The Prince of Matetsi
The full moon was directly overhead, draping the landscape in a soft yellow gloom. My eyes were used to the semi darkness and I could see the bait clearly.
Not far from us, trees were being stripped of branches as a breading herd of Elephant were feeding. They were loud and every now and again one of them would rumble or scream as only they can. The bulls of the area do not like the constant noise of the herds and keep mostly to themselves.
We were after Elephant on this hunt. Our new concession was just 40km from Vic-Falls in Zimbabwe and the Matetsi River passed through it as the only water source for miles. It was late in the season, very late. September is great for hunting but the bull Elephants were not here. We were up before dawn every day to travel down the hot dusty roads to find a track worth following. The trees were bare of any leaves and the grass was dry and sparse. The bulls left the area less than 3 weeks ago and travelled south into the Hwange National Park to find better feeding.
The breading herds with the very young calves could not follow as water was scarce and great distances apart. Therefore the herds stayed close to the river. The few bulls that we did find were not worth it. To small or broken tusks was the letdown every time we came upon a bull after miles of tracking. We did not lose hope though. The area was big and sooner or later we would bump into one.
I decided to put some baits out for Leopard as this area is loaded with cats. We would hunt Jumbo until lunchtime every day. If we did not cross a big track by then, the chances were small that we would catch up wit a big bull if we start following the previous nights track when we find it in the afternoon. The only drawback was the lack of sleep and the aching muscles after a long days tracking. To hunt a Leopard successfully you need a clear mind. You must out-think the cat or he will just make a joke out of all your plans and efforts.
This was a cleaver cat. He only came in after midnight and he circled the bait area for hours before he finally climbed the tree to feed. This cat was hunted before. I was sure of it as the cats in this area were not normally known to be too educated. This only made me more determined to outsmart him.
The blind was only 25 yards from the bait. On a rifle hunt, I like to position the blind +-60 yards from the bait so as to prevent the cat from seeing the blind and deciding not to come in. They are highly tuned to their surroundings and the slightest change will alert them and spook them away. They do not survive undetected so close to and even inside major cities if they were stupid.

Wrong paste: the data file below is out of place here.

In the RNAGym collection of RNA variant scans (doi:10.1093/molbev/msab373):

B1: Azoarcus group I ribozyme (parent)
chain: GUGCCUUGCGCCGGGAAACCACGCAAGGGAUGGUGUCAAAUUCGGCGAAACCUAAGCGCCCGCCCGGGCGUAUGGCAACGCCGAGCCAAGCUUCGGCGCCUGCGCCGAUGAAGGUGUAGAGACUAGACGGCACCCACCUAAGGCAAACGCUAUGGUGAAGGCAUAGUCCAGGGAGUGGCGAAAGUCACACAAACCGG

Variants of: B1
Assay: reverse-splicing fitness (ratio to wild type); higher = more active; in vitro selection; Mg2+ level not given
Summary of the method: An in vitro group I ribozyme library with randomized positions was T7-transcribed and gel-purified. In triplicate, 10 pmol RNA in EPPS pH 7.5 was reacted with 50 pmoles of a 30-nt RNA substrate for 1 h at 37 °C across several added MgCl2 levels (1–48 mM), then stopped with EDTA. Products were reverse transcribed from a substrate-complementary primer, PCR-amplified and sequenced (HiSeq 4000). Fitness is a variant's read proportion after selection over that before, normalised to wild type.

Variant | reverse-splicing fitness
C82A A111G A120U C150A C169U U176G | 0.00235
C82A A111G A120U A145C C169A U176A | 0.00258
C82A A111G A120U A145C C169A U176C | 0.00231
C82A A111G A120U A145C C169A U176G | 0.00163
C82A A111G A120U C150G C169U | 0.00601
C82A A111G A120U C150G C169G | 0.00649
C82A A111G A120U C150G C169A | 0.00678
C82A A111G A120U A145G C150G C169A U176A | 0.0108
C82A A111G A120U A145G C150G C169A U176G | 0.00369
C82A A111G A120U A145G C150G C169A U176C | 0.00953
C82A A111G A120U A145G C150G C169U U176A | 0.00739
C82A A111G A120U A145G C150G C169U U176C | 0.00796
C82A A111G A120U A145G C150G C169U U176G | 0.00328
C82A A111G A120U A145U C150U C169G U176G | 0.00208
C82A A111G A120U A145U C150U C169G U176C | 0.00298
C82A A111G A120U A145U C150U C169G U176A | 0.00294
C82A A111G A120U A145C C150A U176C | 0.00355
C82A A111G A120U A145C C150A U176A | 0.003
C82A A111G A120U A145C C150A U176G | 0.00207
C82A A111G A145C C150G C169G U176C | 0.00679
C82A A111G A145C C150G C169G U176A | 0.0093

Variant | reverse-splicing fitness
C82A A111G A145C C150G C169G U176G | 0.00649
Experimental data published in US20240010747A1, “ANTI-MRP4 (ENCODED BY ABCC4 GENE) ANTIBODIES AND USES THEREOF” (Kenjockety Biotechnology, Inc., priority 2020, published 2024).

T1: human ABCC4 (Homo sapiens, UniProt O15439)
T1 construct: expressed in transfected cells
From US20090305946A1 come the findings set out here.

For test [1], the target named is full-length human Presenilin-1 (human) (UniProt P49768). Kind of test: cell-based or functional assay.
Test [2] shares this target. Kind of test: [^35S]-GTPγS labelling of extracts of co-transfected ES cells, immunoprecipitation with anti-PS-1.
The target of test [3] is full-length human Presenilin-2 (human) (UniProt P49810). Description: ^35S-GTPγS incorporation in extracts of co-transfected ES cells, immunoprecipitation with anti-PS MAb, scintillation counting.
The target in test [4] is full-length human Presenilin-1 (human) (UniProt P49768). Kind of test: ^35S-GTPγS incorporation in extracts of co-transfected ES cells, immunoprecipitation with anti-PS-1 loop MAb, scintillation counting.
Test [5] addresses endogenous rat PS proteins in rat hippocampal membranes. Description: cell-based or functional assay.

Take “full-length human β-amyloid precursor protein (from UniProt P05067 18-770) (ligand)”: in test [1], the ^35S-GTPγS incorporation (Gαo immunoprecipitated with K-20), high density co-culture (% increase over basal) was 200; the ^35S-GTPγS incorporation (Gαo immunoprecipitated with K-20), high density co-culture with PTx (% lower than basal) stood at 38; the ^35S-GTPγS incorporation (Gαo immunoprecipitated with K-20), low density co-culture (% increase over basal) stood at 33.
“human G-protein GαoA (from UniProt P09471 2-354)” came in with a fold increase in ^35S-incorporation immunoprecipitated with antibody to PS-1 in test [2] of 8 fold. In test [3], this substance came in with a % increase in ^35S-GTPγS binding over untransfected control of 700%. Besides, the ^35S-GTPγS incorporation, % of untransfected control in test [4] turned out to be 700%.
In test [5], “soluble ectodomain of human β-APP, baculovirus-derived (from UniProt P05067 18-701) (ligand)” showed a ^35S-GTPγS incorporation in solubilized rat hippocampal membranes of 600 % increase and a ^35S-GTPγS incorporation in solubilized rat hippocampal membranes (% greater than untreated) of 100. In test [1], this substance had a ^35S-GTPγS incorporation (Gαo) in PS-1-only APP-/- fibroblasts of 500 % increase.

I erected the blind before I even set the bait. I baited a tree about 500 meters away and as soon as the cat hit it we already had this tree marked as our final bait tree. We waited until he fed regularly at the first tree and then moved the bait to the present location. When he then comes in, the blind and everything else is already in place and (hopefully) he will not detect us literally under his nose.
It was only 10 o'clock and the Elephant noises were coming closer. I surely hoped that they did not come and join this party. In the distance a Lion coughed a few times before he vented his lungs and roared. To complete the (magic of Africa) a Hyena laughed and chuckled after the Lion told everyone that he was king.
Suddenly there was a scratching sound from the bait and a soft cough. He was there. He came like a ghost amid all the noise and we never heard him climbing the tree. He stood on top of the bait and scanned the surrounding area. We sat like statues, to tense to even breathe. Even the millions of mosquitoes that sucked us dry were forgotten. He looked at the blind and stared for what felt like and hour. Feeling secure he lied down and commenced feeding. The snapping of the Impala,s ribs sounded like gunshots. He was perfectly silhouetted in the clear sky on the feeding branch. We cleared everything so as to be able to use every bit of natural light available.
I touched Yawan and he slowly got to his feet as it was close to impossible to draw the 90lb Hoyt Vectrix loaded with a 1050gr Easton Dangerous game 250 arrow, tipped with an 180gr Silver Flame broad head. It was an Elephant setup but I believed that it was perfect for a cat. No matter what angle he presents, the arrow would penetrate and smash through bone and pass through. The heavy arrow would also reduce any noise and even the slow speed of 224fps was plenty enough for the distance we were at.
What the cat heard I do not know. There was no way that he saw anything, that I am sure of. I did not hear a sound from Yawan. Maybe it was a sixth sense but the moment Yawan came to full draw he just vanished and I herd the soft flop as he landed on the ground. He did not move away though but stayed hidden behind the tree trunk. Yawan had to let down and it was very difficult to do that with no sound.
We were busted. The cat knew that we were there. He walked right up to the blind, keeping behind some scrub. We could hear him breathing less than 4 yards away. He uttered a cough and disappeared.